Throughout his time on the job, President Donald Trump has pretty consistently capitulated to the interests of foreign dictators. Saudi Arabia is no exception — the country was the first place that he visited overseas as president, and a newly available excerpt from a book about the country’s Crown Prince Mohammed bin Salman (otherwise known as MBS) reveals how the apparently murderous despot spent millions of dollars on preparations to receive Trump. The dramatic accommodations were meant to help cement the Trump team as Saudi loyalists — after all, MBS concluded that “big deals, audacious praise, and treating the elected president of a republic like a visiting king” were the best means to “get Trump’s attention,” as the book excerpt put it.
The book in question is called Blood and Oil: Mohammed bin Salman’s Ruthless Quest for Global Power, and it was written by Wall Street Journal correspondents Bradley Hope and Justin Scheck. According to reports, MBS eventually ordered the execution of journalist Jamal Khashoggi, who was a U.S. resident and was killed in Turkey by a Saudi hit squad, and whose death Trump has consistently refused to take overly seriously.
That incident occurred after Trump visited Saudi Arabia, which Hope and Scheck’s book reports the following about:
‘To show Trump that he—not [Mohammed bin Nayef]—was the most fervent fighter of terrorism in the Saudi government, Prince Mohammed brought engineers and a construction crew to transform a decrepit Royal Court hotel lobby into a Battlestar Galactica–style “war room” for a new anti-extremism center under Mohammed’s control. As later became clear, it was more a made-for-TV set for world leaders to convene on than an indicator of any kind of significant shift in Saudi priorities.’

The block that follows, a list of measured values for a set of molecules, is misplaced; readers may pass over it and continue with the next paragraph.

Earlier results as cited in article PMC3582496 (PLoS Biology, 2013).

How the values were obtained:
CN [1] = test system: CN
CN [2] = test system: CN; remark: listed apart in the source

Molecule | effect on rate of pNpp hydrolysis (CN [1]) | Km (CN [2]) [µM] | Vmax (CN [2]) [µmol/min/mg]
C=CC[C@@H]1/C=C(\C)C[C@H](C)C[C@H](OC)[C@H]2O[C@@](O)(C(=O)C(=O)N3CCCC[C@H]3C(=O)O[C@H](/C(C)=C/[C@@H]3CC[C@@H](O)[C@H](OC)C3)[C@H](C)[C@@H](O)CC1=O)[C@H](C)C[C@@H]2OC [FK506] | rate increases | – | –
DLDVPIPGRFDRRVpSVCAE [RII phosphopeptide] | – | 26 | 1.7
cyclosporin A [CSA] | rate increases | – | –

A showy, photo op-ready “war room” wasn’t the only thing that the Saudis had to offer. The Saudis even spent millions to pay country music star Toby Keith to pause an ongoing tour and come perform in the country — but Trump apparently doesn’t like the singer, so plans were abruptly shifted to keep the performance and presidential visit separate. The book adds:
‘The Saudis presented Mr. Trump with a pile of lavish gifts—bejeweled sculptures, swords, daggers, headdresses, and a robe lined with white tiger fur among them—and Trump and his staff would return to the United States claiming a foreign-policy victory of resetting ties with Middle East allies.’
Apparently, MBS used Trump’s son-in-law and top adviser Jared Kushner as a key link in their effort to turn the president’s team to their side. Reporting on developments after plans were established to host MBS at the White House, the book says:
‘Right away, Prince Mohammed’s energetic team started a charm offensive focused on another millennial who rose to power on the back of his family relations, Jared Kushner.’
Later on, the book adds:
‘In the interactions that followed, Prince Mohammed gave Kushner confidence that he was a new kind of prince, one who understood the importance of the world of money and technology and wasn’t interested in age-old grievances.’
Kushner, like his father-in-law, had absolutely zero experience in government prior to assuming his present role. That doesn’t mean that he hasn’t attempted to handle outlandishly steep tasks anyway — he’s been involved in areas from Coronavirus response to Israel-Palestine peace negotiations, neither of which have been the site of any particularly compelling success recently.